April 13, 2005 2:30 PM PDT
Bigger phishes ready to spawn
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recipient logged onto a Web page and entered an account name and password, according to people familiar with the phishing attempt. Salesforce.com declined to comment.
Armed with that type of information, an individual could conceivably make off with a company's most valuable proprietary data. The criminal possibilities ranged from selling off closely guarded customer information to marketers to committing online industrial espionage.
Security experts say online criminals are becoming more savvy in the way they choose targets.
"We're seeing attempts to steal corporate intranet logon information," said Dave Jevans, the chairman of the Anti-Phishing Working Group.
Many types of phishers in the sea
Criminals have adopted a range of strategies to try to part online consumers from their personal data.
Crooks send out fraudulent e-mails that look like they come from legitimate sources and ask people to click through to spoofed versions of company Web sites.
Online thieves redirect people from legitimate sites to malicious ones, mainly using a "DNS poisoning" technique. Thieves target domain name servers--the white pages of the Internet--and swap out the numeric addresses of the Web sites.
Fraudsters distribute IM messages that contain links to fake Web sites. The messages are crafted to look like they come from a known contact on an individual's IM buddy list.
Opportunists find and exploit unprotected URLs maintained by real businesses to redirect users to phishing sites.
"With that sort of information, you're talking about a total security breach, getting into a company's network," Jevans said. "And that information is valuable to a lot of people, especially hackers. When you consider the big picture, phishing is getting even more painful right now."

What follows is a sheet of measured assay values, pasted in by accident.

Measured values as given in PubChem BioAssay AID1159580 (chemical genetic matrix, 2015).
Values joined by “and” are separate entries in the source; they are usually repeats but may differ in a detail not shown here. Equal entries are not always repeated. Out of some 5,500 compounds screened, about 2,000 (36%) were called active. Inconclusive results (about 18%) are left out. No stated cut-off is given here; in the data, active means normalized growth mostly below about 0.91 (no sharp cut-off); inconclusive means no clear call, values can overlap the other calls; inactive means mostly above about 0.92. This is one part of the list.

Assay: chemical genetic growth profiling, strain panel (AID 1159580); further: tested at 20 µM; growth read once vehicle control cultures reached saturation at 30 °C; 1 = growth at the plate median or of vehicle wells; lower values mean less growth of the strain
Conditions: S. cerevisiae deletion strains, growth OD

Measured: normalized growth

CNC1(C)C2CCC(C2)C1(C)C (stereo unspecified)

Attacks designed to hit specific groups of people who hold valuable information will likely increase, said Jayne Hitchcock, a cybercrime specialist who advises law enforcement agencies and company executives about online fraud. Hitchcock also is author of the book "Net Crimes & Misdemeanors: Outmaneuvering the Spammers, Swindlers and Stalkers Who Are Targeting You Online."
"Sending a phishing e-mail out to everyone on the Web has had some effect, but not the kind of impact you imagine that some of these more custom-made attacks might have," Hitchcock said. "When you know that a certain group behaves a certain way, or is accustomed to getting information from a known source over e-mail, there's a greater opportunity to play on people's habits and get them to hand over the goods."
Schemes that use instant-messaging services rather than e-mail to distribute fake links are another new way of phishing, Hitchcock said. She pointed to an attack launched via Yahoo Messenger last month as an example. The messages often appear to be sent to IM users from someone on their contact list. Teenagers in particular are among those that could be successfully hooked by such bait, she said.
"The message is coming to them from someone on their buddy list," Hitchcock said. "That's a different level of threat than an e-mail sent from someone you don't communicate with on that medium, and it presents a much greater risk as well. Our research tells us that teens are fast and loose on the Internet and will share information more readily than most adults, so their information could get out via something like IM phishing and ruin their credit before they even get started in life."
Another twist on the old formula keeps the tried-and-true e-mail messages but hides a spoofed URL in a legitimate Web site address.
In one case, antispam technology specialist Mail-Filters detected a phishing attempt that listed one fake eBay Web page among a number of real URLs hosted by the online auctioneer. The message also
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